In the film Solas, everyone is in some way alone.
Maria (played by Ana Fernandez) is a thin young woman who has come to a city to escape her family. Denied college by her father (women should remain at home), she has no marketable skills, so she cleans houses and lives in a rundown apartment in a bad neighborhood.
Maria's mother (Maria Galiana) is mostly alone. She has come into the city to attend to her husband in the hospital. Even when he is well, she is mostly alone, for he is an emotionally cold figure. She stays with Maria, who mostly abandons her to sit in the flat alone.
Maria's neighbor Vecino (Carlos Alvarez-Novoa) is a widower who walks his dog to the grocery daily. He identifies Maria's mother to be a kind, listening woman, and pursues a doomed friendship.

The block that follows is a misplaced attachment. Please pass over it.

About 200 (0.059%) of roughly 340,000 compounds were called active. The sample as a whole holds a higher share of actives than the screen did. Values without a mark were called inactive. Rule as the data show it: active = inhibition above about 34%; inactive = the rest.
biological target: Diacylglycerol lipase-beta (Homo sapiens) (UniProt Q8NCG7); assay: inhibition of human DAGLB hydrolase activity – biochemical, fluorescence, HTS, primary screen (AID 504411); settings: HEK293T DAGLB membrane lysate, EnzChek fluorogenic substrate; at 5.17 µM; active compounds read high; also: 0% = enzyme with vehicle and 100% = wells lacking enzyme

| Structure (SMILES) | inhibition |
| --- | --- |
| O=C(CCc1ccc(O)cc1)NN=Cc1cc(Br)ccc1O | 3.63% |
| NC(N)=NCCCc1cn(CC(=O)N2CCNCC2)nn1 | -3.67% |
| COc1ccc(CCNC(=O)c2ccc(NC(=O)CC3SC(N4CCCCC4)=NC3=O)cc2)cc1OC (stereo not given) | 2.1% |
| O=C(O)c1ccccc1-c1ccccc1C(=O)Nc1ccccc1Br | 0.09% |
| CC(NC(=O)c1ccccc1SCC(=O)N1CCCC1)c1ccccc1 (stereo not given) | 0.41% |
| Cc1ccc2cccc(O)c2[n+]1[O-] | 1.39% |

The plot sounds rather hopeless, but Solas is not a common film. It takes time to reveal the true character of its cast and never forces any conventions on the audience. I really liked how the resolution was so surprising yet right.
Fans of Ingmar Bergman will notice some similarities and enjoy this beautiful film. More libraries should add this 1999 Spanish film, which won 35 international awards, to their DVD collections.